- During the Thirty-seventh and Thirty-eighth congresses (March 4, 1861–March 4, 1865), Thaddeus Stevens chaired of the powerful House Ways and Means Committee, which initiated legislation that financed the Civil War.
- Although Thaddeus Stevens officially supported President Lincoln’s leadership during the war, he was often critical of the president for not being more aggressive regarding emancipation and the abolition of slavery.
- Following President Lincoln’s assassination, Thaddeus Stevens grew progressively critical of the Reconstruction policies of his successor, Andrew Johnson.
- Thaddeus Stevens was instrumental in the formation of the Joint Committee of Fifteen on Reconstruction (more commonly known as the Joint Committee on Reconstruction).
- On January 9, 1866, Thaddeus Stevens proposed a constitutional amendment to nullify the Three-fifths Compromise regarding apportionment (Article 1, Section 2, Paragraph 3 of the Constitution).
- On January 12, 1866, Thaddeus Stevens proposed a constitutional amendment affirming that “All laws, State and national, shall operate impartially and equally on all persons regardless of race or color.”
- On April 21, 1866, Thaddeus Stevens proposed what would become the Fourteenth Amendment to the Constitution.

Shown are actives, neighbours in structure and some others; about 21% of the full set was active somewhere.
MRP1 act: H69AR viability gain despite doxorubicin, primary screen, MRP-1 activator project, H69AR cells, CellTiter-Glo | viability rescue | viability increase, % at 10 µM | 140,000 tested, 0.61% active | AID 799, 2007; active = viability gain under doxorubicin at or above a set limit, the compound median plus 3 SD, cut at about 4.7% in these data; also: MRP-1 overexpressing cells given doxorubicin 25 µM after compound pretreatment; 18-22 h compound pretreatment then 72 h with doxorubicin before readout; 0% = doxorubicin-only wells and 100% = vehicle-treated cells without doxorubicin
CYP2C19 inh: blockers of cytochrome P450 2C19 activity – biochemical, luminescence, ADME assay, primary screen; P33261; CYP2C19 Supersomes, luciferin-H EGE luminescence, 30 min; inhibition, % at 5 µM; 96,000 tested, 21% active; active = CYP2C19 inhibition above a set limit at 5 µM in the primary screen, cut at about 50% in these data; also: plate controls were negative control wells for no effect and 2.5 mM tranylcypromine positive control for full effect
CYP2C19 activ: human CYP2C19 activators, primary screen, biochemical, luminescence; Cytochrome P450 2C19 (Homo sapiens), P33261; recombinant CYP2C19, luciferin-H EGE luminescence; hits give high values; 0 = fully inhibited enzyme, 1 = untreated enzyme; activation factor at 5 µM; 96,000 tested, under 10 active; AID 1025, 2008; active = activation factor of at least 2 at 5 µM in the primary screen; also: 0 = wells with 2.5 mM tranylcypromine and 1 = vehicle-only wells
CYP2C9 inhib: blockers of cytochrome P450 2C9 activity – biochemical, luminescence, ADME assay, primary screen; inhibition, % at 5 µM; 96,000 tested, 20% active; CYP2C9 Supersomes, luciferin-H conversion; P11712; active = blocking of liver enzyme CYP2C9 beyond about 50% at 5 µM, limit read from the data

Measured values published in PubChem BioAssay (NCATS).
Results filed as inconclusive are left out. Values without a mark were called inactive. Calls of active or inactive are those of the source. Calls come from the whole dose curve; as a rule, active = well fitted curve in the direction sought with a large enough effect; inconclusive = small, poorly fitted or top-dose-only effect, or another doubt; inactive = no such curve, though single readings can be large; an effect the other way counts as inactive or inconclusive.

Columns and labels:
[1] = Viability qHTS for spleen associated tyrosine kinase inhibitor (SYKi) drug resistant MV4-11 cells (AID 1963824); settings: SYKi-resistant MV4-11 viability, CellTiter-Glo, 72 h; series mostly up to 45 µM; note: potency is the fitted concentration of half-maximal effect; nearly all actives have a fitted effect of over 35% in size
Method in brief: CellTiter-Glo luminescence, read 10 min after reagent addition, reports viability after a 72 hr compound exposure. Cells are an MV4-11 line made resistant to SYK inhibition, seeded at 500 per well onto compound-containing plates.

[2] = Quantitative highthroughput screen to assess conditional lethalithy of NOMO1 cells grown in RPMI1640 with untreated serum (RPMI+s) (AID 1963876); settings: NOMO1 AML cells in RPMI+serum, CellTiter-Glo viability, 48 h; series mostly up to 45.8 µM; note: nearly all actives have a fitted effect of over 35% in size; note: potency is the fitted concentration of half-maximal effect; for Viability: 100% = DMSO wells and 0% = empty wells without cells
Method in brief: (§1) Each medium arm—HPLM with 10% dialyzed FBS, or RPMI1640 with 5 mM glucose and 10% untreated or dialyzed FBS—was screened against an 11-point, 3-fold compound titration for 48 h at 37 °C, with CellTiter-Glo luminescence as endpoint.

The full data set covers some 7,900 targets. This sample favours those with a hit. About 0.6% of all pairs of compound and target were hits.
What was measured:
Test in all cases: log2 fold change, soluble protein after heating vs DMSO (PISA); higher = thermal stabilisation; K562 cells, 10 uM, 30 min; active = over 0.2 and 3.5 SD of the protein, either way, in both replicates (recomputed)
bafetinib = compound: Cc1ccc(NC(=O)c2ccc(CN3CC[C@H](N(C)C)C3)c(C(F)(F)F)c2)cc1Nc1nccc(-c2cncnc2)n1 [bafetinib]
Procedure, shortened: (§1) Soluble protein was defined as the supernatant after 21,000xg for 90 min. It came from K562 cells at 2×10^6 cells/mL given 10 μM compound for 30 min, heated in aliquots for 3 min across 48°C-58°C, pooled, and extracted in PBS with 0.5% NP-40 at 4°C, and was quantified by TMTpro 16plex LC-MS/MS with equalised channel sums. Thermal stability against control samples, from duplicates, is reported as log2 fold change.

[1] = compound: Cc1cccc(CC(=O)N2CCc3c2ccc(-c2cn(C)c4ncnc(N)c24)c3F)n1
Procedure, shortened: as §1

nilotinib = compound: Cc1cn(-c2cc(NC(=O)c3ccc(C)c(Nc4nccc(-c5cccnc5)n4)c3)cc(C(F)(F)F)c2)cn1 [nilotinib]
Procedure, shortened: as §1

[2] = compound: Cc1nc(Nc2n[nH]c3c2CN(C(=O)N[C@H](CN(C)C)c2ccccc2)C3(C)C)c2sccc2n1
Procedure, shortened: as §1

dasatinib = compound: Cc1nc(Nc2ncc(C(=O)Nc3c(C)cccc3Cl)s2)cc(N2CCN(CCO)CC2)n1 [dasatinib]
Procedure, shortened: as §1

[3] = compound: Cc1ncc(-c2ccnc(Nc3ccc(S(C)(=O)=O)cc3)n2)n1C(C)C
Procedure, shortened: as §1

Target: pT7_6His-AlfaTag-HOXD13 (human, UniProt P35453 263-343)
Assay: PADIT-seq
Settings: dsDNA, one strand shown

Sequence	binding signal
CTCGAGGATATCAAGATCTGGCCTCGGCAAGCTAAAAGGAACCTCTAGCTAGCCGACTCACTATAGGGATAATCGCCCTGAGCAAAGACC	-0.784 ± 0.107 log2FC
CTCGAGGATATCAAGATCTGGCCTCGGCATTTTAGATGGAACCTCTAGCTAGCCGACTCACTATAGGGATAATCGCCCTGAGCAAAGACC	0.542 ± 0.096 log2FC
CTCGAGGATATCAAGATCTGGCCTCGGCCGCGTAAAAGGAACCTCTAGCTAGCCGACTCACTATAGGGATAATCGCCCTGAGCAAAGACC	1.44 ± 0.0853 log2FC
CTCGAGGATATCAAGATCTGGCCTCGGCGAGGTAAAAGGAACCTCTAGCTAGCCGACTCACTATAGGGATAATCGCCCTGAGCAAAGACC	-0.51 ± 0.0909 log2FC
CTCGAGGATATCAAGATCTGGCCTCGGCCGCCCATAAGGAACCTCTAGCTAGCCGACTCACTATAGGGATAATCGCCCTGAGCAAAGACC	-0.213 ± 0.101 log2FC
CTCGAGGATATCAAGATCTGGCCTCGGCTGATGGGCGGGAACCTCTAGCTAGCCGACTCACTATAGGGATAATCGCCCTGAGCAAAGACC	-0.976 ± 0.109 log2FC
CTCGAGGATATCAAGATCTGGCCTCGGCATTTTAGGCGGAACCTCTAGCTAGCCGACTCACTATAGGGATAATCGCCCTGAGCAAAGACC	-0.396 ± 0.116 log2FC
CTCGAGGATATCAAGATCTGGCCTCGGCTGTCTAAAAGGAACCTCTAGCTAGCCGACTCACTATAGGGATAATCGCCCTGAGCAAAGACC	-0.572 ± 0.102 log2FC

- Thaddeus Stevens was instrumental in the enactment of the Reconstruction Act of 1867, which disbanded the governments of former Confederate states and imposed military rule in the South until Congressional Reconstruction conditions were met.
- Thaddeus Stevens had personal reasons for favoring Draconian treatment of the former Rebels. During Gettysburg Campaign, Confederate General Jubal Early ordered his soldiers to burn Stevens’ ironworks at Caledonia, Pennsylvania to the ground.
- Congressional Reconstruction policies championed by Thaddeus Stevens forcefully addressed the related issues of protecting former slaves in the South and establishing their rights as freedmen.
- On February 24, 1868, Representatives Thaddeus Stevens introduced a recommendation of the Joint Committee on Reconstruction that “Andrew Johnson, President of the United States, be impeached of high crimes and misdemeanors in office.”
- Thaddeus Stevens served as chairman of the committee appointed to manage the prosecution of the president, but because of his failing health, Stevens played an insignificant role in President Johnson’s impeachment trial before the Senate.
- Thaddeus Stevens died at his apartment in Washington, D.C., near midnight on August 11, 1868.
- After embalming, Thaddeus Stevens’ body was moved to the capitol building where it lay in state under the watch of a Black Honor Guard (the Butler Zouaves from the District of Columbia).
- On August 14, his body was moved to Lancaster, Pennsylvania, for funeral services that were attended by 20,000 mourners.
- Thaddeus Stevens was often referred to as “The Great Commoner,”
- Thaddeus Stevens chose to be buried at the Shreiner’s Cemetery, in Lancaster, because the graveyard was integrated.